When MoMA opened in 1929, modern art was still revolutionary and discounted by a hostile public that routinely reacted to Abstraction, Cubism, Futurism, Surrealism et al. with refrains like “an eight-year-old could do that.” Flash forward 90 years and MoMA is now a mecca for tourists, none of whom find the work of Pablo Picasso, Jackson Pollock or Marcel Duchamp particularly shocking. These days, you’re just as likely to find a bro in an NFL jersey wandering the galleries looking for Matisse as you would an aesthete dressed in black.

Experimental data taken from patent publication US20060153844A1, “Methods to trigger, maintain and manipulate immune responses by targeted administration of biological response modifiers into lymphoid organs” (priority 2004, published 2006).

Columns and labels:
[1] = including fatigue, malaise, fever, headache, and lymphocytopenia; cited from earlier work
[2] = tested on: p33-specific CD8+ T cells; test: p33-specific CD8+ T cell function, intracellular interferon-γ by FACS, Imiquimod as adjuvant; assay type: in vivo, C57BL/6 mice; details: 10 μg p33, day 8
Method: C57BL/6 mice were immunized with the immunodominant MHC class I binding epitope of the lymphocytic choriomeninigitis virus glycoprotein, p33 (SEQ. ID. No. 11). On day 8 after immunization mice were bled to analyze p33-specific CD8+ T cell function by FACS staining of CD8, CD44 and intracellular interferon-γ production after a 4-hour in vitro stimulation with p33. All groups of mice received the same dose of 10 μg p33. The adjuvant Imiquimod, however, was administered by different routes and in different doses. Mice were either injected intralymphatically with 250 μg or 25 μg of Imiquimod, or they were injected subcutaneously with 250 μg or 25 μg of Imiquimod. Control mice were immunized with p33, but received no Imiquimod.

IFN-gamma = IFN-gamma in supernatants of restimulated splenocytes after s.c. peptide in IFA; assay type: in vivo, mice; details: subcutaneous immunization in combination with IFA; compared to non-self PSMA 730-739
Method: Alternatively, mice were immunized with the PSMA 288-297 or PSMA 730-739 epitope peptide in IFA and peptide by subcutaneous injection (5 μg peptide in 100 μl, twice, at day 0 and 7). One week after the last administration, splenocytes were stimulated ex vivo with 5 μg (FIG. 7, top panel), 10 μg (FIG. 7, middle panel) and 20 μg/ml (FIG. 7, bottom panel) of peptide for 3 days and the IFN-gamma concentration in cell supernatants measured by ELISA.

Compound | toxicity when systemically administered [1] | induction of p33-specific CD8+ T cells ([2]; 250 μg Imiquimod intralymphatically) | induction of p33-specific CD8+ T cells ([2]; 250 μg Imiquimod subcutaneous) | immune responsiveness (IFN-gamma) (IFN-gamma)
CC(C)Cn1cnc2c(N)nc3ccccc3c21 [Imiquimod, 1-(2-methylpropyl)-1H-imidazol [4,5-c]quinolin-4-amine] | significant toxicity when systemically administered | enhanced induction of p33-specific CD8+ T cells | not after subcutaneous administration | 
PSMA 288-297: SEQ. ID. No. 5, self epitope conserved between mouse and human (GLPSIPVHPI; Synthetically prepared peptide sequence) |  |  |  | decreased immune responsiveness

And who is largely responsible for this change? Why MoMA itself. No other museum has done more to mainstream the avant-garde than the one with Modern Art in its name, and if you’re curious as to how they got it done you’re in luck: MoMA recently put a digital archive of all of its exhibitions stretching back to opening day—some 3,500 in all, with documentation that includes press releases, checklists, catalogues lists of artists and photos, lots of them. There are 33,000, in fact, showing the history of MoMA unfold show by show. Searchable by year, decade and exhibition type, the archive also includes information on film programs, performances and installations. The project took 2 1/2 years to create and is free to use. If you’re interested in what you might find there, we’ve included the following samples.